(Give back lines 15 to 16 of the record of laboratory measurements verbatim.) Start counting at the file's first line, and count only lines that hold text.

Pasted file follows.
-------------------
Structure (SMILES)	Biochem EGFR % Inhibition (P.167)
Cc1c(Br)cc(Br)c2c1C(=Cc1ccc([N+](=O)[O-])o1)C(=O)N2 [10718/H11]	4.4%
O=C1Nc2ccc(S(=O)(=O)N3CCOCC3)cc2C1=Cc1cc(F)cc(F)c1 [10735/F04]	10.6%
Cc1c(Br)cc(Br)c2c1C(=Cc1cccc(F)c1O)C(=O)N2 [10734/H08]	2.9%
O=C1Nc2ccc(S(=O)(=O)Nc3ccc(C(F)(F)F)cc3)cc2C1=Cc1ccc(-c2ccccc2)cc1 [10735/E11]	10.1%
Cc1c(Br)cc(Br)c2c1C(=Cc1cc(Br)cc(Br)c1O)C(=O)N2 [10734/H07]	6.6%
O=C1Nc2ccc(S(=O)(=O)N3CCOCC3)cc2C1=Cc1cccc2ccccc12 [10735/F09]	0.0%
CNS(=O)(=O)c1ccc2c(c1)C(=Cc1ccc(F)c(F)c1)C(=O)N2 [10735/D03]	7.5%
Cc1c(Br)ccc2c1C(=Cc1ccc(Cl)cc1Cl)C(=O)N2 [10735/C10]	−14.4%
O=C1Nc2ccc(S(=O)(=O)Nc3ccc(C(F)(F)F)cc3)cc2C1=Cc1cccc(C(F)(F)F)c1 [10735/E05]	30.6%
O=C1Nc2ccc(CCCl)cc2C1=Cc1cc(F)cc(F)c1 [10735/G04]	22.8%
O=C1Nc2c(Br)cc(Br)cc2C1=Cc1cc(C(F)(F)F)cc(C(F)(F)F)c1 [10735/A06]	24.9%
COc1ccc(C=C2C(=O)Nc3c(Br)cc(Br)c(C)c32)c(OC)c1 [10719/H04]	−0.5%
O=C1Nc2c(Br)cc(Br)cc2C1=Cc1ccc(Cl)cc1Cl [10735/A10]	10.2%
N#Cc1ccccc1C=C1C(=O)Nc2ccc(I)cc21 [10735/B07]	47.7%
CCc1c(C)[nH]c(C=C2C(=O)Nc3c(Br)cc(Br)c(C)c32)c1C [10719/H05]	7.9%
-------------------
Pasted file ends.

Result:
N#Cc1ccccc1C=C1C(=O)Nc2ccc(I)cc21 [10735/B07]	47.7%
CCc1c(C)[nH]c(C=C2C(=O)Nc3c(Br)cc(Br)c(C)c32)c1C [10719/H05]	7.9%